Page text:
Sometimes clichés can be annoying; other times there is no other way to describe what you want without using a cliché.
The animation process is complex and has many different layers. When you stand back and try to make sense of what you want to set out to accomplish with an animation project, you will be greeted by pages and screens of layers upon layers. Some control major movements in the animation while others control even the tiniest bit of motion
When this happens, you need to decide how you are going to tackle that beast or how you plan on eating that elephant. What is the best way to eat an elephant? One bite at a time—there is the cliché we have all been waiting for.
Reading & Writing:
In the book, “Animated Storytelling,” by Liz Blazer, she addresses the best way to approach animation, and although she does not give advice on how to eat an elephant, she gives solid advice on how to complete your project.
The first thing Blazer says to do is just start, noting the only way to build confidence in your skills is by doing. As intimidating as that sounds, she heeds warning to going after the complicated tasks first.
”I encourage you to start by animating your project’s ‘low hanging fruit,’ that is, the most fun, short, and easy-to-animate scene,” she says. “Once you’re done animating that first ‘easy’ scene, head to the next one that you think is especially do-able, even if it’s not the next one in your sequence.”
After the easy tasks are completed, Blazer recommends working on the more difficult ones by breaking them down into bit-size chunks because it will make the job at hand less “daunting.”
Blazer discusses the importance of being the best editor you can be when working on the animation to prevent having to go back and fix lazy mistakes and recommends backing up everything your technology assets as often as possible. The last thing you want is to have your computer crash in the middle of a project.
On top of what may seem like common sense practices to some and the light at the end of the tunnel to others, Blazer provides tips for planning out the animation sequences – more tips than earlier in her book.
For example, she tells us that we need to be posers – not lame people who ride skateboards just to look cool, but posers in the essence of coming up with a guide to make sure all movements work together in the animation. She reiterates that when working on the poses, it is important to anticipate motions and follow through, giving the example of a woman running after a bus, flailing her arms in the air and then when she finally gets to the bus, her hair and dress lean forward due to forces of nature. Making things look as natural in animation as possible is critical for creating good content.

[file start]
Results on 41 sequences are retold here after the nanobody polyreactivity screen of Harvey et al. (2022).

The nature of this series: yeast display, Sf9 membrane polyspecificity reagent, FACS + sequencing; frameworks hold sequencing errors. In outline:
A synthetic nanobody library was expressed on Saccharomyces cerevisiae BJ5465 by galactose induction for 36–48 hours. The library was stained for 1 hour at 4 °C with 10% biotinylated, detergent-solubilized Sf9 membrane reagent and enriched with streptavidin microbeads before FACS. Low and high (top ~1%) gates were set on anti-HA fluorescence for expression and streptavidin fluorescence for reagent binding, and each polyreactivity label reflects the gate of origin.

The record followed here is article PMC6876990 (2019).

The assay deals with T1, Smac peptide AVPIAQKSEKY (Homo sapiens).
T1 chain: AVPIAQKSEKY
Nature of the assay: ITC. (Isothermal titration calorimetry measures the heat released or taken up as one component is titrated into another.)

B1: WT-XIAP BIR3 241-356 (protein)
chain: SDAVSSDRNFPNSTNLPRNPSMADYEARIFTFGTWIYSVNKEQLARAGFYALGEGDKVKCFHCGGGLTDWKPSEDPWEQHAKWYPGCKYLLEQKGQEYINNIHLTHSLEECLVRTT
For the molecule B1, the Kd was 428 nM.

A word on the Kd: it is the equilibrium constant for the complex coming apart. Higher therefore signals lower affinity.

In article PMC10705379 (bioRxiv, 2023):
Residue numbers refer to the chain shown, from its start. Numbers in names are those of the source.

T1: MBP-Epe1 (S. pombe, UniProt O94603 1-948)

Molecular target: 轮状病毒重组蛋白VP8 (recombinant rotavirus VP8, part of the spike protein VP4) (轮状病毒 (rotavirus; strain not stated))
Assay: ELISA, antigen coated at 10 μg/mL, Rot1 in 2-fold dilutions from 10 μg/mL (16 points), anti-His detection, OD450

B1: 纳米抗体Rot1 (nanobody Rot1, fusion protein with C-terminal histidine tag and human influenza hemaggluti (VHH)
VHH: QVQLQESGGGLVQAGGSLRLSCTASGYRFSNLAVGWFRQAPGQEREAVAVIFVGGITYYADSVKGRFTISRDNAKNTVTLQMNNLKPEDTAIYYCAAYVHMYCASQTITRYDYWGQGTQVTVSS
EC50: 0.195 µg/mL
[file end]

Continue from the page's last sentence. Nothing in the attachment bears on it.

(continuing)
Then, of course, there are basics of scene setting – getting out of the center and using the rule of thirds, mixing up the shot length and timing, and using blur to your advantage to create depth of field.
And last, but not least, is the consideration of sound and being open to change if your original plan for the way you want things to sound does not work out.
Research to Inform
To illustrate the principles of animation, I have found a few examples.
Back when Flash was popular, there were several animators who created silly, interactive cartoons. JoeCartoon.com was a site that specialized in ridiculous animations. One of his most popular was a frog in a blender. The user could click on different buttons of the blender to speed up the blades. At slow speeds, the frog just bounced around and taunted you. At the blender’s highest speed, the guts of the frog went flying. Joe Cartoon also created a similar cartoon using a hamster in a microwave – you can imagine the result.
Music Player Transition
The animated gif above was created by ramykhuffash and shows animation for a music player. The transitions are smooth, and the interaction appears to be simple. The best part about user interfaces is that it simplifies the experience for the user, and this appears to do that.
The animation above is neat because it takes a person doing an activity – lifting dumbbells – and shows what the device on his arm is tracking. While it is not necessarily user interface, it is cool animation and provides inspiration for a bigger project. For example, have the guy doing curls, but include a button that expands the device and then offers more buttons to click and see what the device tracks.
Phone Touch Screen
Here is one that seems so simple because we all use phones daily that utilize touch screens. But this is a reminder that phone apps are created with the user in mind.
The image above shows an interesting take on an email app that includes animation. The envelope slides over and on click opens and the letter comes out. The animations in this gif are solid and inspirational.
This week I created a user interface using Adobe After Effects.
The idea is to create an interactive resume to add to a website. On the right-hand side of the screen are categories, and when clicked, each category opens as if the menu is sliding over and opening with the information.
I ran into a few challenges getting things to line up, but the overall look and feel of the animation is what I wanted to create. With a little more time, I can complete each of the sections and place it on my site.
Having never created anything like this, I found the layers of the animation to be overwhelming at times. I tried batching similar elements together. For instance, I created a layer for each blue button on the right and another layer for each of the button titles. I then combined elements, so the text and button for summary were one. When I tried to animate the bar extending and coming back around up top, it brought the entire button and left the text on the right-hand side. Ultimately, I wound up keeping the elements separate and everything worked as intended.